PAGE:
Review: Adam Wilson’s Flatscreen

Earlier this month, I interviewed Adam Wilson, whose debut novel Flatscreen was just released. I’ve now read the book and can report back. It’s good! I’m biased by knowing him, but I legitimately enjoyed it. Here’s what I wrote on Goodreads:

It’s hard to be truly objective about Wilson’s debut novel since I knew the author growing up and the fictional Boston suburb the story is set in is not very hard to recognize as inspired by the real one we grew up in. He definitely nails the atmosphere of our era of suburban young adulthood. That said, I think the book stands well on its own merits. Wilson has a deft control of language and it shines through with humor on most pages. I might not recommend the book to my mother because of the raunchiness, but that’s a matter of taste rather than quality. It’s not surprising to learn that he studied under Sam Lipsyte in Columbia’s MFA program, as there is a certain similarity in some of their approach to plays on words and common phrases, but the writing style is not derivative. Like the best of Lipsyte, Flatscreen is funny through and through without shying away from the serious feeling.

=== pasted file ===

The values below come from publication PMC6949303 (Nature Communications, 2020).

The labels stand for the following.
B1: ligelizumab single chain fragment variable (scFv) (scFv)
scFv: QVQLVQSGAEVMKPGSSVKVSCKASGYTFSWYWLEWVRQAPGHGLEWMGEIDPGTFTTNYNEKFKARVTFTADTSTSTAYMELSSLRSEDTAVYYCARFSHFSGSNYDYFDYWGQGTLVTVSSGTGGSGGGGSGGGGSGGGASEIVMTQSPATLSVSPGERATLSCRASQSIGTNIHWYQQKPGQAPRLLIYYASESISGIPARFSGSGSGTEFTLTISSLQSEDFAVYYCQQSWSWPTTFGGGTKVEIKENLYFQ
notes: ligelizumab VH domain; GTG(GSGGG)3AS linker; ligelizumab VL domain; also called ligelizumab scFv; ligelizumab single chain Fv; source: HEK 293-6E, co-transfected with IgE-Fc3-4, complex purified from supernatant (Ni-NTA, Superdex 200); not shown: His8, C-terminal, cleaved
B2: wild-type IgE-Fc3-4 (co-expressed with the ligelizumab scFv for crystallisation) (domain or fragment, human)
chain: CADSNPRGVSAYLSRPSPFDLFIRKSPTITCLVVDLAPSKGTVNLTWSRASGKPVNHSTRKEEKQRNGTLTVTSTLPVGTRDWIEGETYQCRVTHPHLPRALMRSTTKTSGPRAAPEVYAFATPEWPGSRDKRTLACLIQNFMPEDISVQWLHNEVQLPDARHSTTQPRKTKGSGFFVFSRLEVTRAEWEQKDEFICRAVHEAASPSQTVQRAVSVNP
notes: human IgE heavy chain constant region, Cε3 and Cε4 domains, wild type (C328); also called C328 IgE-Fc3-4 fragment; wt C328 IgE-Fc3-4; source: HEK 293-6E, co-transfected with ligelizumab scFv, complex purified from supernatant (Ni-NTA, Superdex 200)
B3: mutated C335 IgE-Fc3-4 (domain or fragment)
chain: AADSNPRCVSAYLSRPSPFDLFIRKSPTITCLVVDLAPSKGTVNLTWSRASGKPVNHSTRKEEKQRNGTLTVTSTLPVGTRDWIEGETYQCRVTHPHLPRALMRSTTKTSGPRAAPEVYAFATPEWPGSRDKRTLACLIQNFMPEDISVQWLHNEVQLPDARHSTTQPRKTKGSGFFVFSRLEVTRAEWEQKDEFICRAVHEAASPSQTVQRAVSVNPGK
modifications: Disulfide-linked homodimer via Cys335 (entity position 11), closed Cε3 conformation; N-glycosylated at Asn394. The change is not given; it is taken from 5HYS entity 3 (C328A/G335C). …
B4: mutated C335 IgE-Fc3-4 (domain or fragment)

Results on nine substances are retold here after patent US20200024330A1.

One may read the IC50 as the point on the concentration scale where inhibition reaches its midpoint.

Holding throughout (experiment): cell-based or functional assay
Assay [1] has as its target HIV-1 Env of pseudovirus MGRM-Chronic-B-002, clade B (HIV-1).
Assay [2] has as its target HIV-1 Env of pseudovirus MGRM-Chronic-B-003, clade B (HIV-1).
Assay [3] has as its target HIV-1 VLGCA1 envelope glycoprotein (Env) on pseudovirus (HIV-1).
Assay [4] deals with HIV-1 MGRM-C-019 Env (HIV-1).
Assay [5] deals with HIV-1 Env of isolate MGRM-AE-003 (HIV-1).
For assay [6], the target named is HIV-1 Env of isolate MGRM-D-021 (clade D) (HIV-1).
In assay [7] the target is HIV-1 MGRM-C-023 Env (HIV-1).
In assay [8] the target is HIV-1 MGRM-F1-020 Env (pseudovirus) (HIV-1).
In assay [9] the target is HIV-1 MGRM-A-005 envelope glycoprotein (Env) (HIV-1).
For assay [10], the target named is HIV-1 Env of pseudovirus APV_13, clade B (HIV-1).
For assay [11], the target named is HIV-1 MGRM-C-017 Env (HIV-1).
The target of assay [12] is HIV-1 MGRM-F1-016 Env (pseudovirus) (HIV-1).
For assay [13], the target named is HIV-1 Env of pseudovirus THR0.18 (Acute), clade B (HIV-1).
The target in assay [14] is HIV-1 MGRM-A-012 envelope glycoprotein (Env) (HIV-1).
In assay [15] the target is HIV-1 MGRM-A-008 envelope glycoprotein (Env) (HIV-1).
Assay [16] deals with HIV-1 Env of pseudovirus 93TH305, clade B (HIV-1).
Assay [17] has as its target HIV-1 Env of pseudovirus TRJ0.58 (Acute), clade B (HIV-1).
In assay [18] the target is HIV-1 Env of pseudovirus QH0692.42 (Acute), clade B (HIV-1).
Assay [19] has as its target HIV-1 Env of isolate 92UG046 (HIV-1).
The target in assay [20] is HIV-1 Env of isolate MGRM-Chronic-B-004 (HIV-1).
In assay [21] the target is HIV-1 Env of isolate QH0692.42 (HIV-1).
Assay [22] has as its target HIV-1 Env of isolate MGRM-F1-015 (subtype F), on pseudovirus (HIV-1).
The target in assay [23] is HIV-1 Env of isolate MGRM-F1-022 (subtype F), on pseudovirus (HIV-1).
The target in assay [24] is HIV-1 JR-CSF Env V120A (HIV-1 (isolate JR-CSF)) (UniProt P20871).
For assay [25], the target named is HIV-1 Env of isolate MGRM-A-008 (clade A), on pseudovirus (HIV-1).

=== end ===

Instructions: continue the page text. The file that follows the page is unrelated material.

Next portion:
I’m also happy to report that there are scenes/passages in the book that at least two of the songs I picked for his mix would score well.

Here’s the book trailer for Flatscreen, directed by Wilson’s younger brother Gabriel and starring YouTrilogy author Paul Rome with some other people less important than Rome:

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1 Response to Review: Adam Wilson’s Flatscreen

  1. Brooks says:

    I really enjoyed your Goodreads review and even though I didn’t love Flatscreen as much as you did (or even as much as I wanted to), it certainly had moments of hilarity as well as sadness and darkness.

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